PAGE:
Here is a cheese I am delighted with. I followed the basic recipe for Chaource, but with a couple of changes: I started with cooler milk, and ripened it longer (this was designed for my convenience) and I used goat milk instead of cow, but added a couple of quarts of heavy Jersey cream.

This cheese is two weeks old. It has the lightest, fluffiest texture you can imagine, but it just melts into cream as it warms on your tongue. It’s a little saltier than my previous batches of Chaource, intentionally. It has a clean goaty tang, with lots of buttery creaminess, and a faint mushroominess at the rind. It is impossible to stop eating!

This is my take on Chaource, a bloomy-rinded semi-lactic cow milk cheese from the Champagne region of France. It is fluffy, melting to creaminess in the mouth; mushroomy and buttery, and this batch was aged (briefly) on Sweet Vernal Grass, so there are strong hay and vanilla notes.

It’s yet another dark and rainy day—which, along with uncommonly mild temperatures, has been the default for this winter. No, that’s not fair—there’ve been quite a few beautiful sunny days, too, but it really has felt like a dark, damp winter.

So today, stuck inside with the rain driving down outside, I have spent the day in the kitchen. We started with hashbrowns made from our russet potatoes that DH dug this morning, fried in lard from our neighbor’s pig. Those were pretty dang good. Then for a late lunch we had twice-baked potatoes with smoked sausage, also from our friends, and cheddar cheese. Wow, were those good! But now, being a little burned out on the (admittedly delicious) combination of potatoes and pork, I’m making homemade pop tarts, some chocolate, some blueberry.

Here’s hoping the sun comes out tomorrow.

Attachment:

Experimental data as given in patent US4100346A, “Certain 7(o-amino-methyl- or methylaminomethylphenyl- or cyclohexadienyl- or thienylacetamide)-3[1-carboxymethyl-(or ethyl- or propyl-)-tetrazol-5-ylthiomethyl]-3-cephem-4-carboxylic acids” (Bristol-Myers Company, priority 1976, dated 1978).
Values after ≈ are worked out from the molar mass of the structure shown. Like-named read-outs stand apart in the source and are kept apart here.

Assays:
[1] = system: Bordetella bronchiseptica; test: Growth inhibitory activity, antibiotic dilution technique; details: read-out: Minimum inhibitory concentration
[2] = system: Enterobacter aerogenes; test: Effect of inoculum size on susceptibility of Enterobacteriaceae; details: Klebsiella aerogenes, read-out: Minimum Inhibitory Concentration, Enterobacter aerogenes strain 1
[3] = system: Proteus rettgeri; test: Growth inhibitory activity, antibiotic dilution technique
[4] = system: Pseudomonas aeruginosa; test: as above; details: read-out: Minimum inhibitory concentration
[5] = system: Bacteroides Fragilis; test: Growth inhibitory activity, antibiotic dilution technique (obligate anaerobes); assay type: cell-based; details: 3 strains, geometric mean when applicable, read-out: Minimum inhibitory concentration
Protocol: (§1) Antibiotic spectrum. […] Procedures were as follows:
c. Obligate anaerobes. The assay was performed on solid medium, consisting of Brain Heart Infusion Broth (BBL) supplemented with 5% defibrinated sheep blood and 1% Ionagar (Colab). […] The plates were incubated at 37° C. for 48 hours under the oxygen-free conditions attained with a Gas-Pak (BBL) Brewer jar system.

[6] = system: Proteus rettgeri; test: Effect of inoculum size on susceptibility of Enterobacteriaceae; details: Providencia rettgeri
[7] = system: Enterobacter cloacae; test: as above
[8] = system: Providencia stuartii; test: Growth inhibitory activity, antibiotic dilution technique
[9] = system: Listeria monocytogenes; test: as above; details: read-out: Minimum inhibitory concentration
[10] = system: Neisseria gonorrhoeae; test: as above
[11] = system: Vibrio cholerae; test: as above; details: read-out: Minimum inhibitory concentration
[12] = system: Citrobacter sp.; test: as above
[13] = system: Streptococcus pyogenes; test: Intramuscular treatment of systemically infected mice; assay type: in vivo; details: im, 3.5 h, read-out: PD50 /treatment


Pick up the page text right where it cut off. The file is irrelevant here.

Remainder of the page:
Homemade marshmallows, as it turns out, are so easy to make! And, even for a marshmallow hater like me, they’re pretty yummy. They have revolutionized hot cocoa for this family!

Here’s the recipe I used: Smitten Kitchen’s Springy, Fluffy Marshmallows

Today I’m making cheese—a 4 pound hard cheese. I’m not cheddaring it, because we’ve loved the last few that weren’t cheddared—they have been more like a jack.

Yesterday I made cottage cheese with naturally clabbered milk, which makes my favorite cottage cheese. This one went a day too long, so was a little strong tasting, so this morning we used it in cottage cheese pancakes, which are a great farm food—they use lots of eggs and cottage cheese and just a little flour. The pancakes are so good—really light and fluffy and golden brown, and delicious with maple syrup or apple butter.

Also today I’m brining a good-sized piece of pork belly to roast this weekend and serve with lentils. The brine smells wonderful, and I’ll be able to use it over and over this fall when we butcher pigs. I finally just threw out last year’s brine, which had developed a little floating mold colony on top. It probably could’ve been saved, but it seemed easier to start fresh than to rehabilitate the old one. The brine does get a character as it ages and gets used more and more, though.